Results of the James Tait Black Memorial Prize in the year 2008.
A gorgeous new novel from the author of the Man Booker finalist A Long Long Way
As a young woman, Roseanne McNulty was one of the most beautiful and beguiling girls in County Sligo, Ireland. Now, as her hundredth year draws near, she is a patient at Roscommon Regional Mental Hospital, and she decides to record the events of her life.
As Roseanne revisits her past, hiding the manuscript beneath the floorboards in her bedroom, she learns that Roscommon Hospital will be closed in a few months and that her caregiver, Dr. Grene, has been asked to evaluate the patients and decide if they can return to society. Roseanne is of particular interest to Dr. Grene, and as he researches her case he discovers a document written by a local priest that tells a very different story of Roseannes life than what she recalls. As doctor and patient attempt…[more]
Intrigue and subterfuge combine with bad luck and good in this darkly comic debut about love, betrayal, tyranny, family, and a conspiracy trying its damnedest to happen.
Ali Shigri, Pakistan Air Force pilot and Silent Drill Commander of the Fury Squadron, is on a mission to avenge his father’s suspicious death, which the government calls a suicide. Ali’s target is none other than General Zia ul-Haq, dictator of Pakistani. Enlisting a rag-tag group of conspirators, including his cologne-bathed roommate, a hash-smoking American lieutenant, and a mango-besotted crow, Ali sets his elaborate plan in motion. There’s only one problem: the line of would-be Zia assassins is longer than he could have possibly known.
In the 1680s the slave trade was still in its infancy. In the Americas, virulent religious and class divisions, prejudice and oppression were rife, providing the fertile soil in which slavery and race hatred were planted and took root.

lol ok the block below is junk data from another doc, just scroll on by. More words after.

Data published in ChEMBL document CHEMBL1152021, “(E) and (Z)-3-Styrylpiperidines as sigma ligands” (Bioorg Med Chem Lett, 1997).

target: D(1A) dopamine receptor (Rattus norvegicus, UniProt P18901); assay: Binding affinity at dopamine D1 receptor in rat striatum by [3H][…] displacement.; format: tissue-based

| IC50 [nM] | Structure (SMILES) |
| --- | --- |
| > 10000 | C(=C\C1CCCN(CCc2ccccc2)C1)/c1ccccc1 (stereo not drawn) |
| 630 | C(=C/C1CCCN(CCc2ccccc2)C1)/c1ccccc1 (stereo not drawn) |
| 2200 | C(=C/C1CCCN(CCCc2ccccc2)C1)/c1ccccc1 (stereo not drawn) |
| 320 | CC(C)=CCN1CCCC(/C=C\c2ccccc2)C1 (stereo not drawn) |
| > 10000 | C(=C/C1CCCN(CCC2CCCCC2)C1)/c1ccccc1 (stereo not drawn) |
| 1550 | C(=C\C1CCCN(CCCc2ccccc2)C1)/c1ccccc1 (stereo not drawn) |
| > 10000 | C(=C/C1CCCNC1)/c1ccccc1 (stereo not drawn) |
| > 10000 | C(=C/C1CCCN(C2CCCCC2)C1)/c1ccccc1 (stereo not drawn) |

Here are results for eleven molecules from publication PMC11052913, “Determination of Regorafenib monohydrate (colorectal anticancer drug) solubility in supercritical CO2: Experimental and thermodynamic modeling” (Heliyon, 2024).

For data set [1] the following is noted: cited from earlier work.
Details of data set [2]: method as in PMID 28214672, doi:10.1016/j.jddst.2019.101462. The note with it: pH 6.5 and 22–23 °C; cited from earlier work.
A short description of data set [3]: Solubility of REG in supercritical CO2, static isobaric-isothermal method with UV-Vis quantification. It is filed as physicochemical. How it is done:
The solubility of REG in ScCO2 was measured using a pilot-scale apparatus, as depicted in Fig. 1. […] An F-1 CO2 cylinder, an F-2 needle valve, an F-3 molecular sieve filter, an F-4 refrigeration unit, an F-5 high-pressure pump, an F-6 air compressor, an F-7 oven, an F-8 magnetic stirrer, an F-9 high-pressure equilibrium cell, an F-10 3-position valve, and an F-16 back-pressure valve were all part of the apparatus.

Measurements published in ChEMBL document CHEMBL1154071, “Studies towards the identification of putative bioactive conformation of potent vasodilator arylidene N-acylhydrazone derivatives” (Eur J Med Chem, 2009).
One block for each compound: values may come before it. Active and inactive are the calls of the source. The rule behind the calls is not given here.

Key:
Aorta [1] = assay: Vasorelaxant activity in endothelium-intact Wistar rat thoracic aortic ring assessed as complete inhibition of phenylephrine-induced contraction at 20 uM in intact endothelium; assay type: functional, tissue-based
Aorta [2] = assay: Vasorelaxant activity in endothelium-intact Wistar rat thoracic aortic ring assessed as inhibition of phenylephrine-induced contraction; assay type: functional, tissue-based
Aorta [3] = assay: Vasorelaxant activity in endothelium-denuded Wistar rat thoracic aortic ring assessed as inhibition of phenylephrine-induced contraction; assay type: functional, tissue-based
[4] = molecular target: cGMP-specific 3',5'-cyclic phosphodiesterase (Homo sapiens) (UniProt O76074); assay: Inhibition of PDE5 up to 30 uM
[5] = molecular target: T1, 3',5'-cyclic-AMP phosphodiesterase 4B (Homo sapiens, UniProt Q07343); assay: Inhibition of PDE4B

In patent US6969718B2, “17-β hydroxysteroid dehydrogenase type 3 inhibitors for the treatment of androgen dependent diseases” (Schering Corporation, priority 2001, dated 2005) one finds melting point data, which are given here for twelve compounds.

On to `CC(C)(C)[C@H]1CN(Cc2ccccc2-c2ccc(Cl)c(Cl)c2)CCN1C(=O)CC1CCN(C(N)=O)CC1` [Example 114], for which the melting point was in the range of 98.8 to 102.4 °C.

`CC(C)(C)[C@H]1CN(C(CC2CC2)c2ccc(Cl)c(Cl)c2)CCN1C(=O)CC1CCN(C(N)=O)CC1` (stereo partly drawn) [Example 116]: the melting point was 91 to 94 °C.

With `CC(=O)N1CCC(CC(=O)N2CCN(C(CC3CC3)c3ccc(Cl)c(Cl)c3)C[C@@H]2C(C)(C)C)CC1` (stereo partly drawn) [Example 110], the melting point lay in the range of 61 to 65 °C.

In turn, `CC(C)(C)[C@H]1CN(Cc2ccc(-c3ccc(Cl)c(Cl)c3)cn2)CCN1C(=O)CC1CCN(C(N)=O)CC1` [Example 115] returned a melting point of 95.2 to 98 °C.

Jacob is an Anglo-Dutch trader and adventurer, with a small holding in the harsh north. Despite his distaste for dealing in flesh, he takes a small slave girl in part payment for a bad debt from a plantation owner in Catholic Maryland. This is Florens, with the hands of a slave and the feet of a Portuguese lady. Florens looks for love, first from Lina, an older servant woman at her new masters house, but later from a handsome blacksmith, an African, never enslaved.
There are other voices: Lina, whose tribe was decimated by smallpox; their mistress, Rebekka, herself a victim of religious intolerance back in England; Sorrow, a strange girl whos spent her early years at sea; and finally the devastating voice of…[more]
Meet John Cromer, one of the most unusual heroes in modern fiction. If the minority is always right then John is practically infallible. Growing up disabled and gay in the 1950s, circumstances force John from an early age to develop an intense and vivid internal world. As his character develops, this ability to transcend external circumstance through his own strength of character proves invaluable.
Extremely funny and incredibly poignant, this is a major new novel from a writer at the height of his powers. “I’m not sure I can claim to have taken my place in the human alphabet…I’m more like an optional accent or specialised piece of punctuation, hard to track down on the typewriter or computer keyboard…”
Robbie Coyle dreams of going to space. In 1970s Scotland this ambition marks him out almost as much as his eccentric family does in particular, his avidly socialist father. Indoctrinated in the ways of the Left, Robbie can’t entertain the idea of going into orbit with the capitalist Americans. So he gets a ‘Teach Yourself Russian’ book from the library and settles down with Einstein’s Meaning of Relativity by his side.
Later, however, his fantasies take on a darker shade. In an imagined communist Scotland, post-World War II, the young recruit Robert finds himself at the Installation, a closed, bleak town run under surveillance and dedicated to scientific research. Astronomers have discovered a black hole and the Party will stop at nothing to attain it. The Red Star, as it comes to be known, heralds both the awakening and the extinguishing of Robert’s adulthood: the discovery of cruelty and of love; and the realization…[more]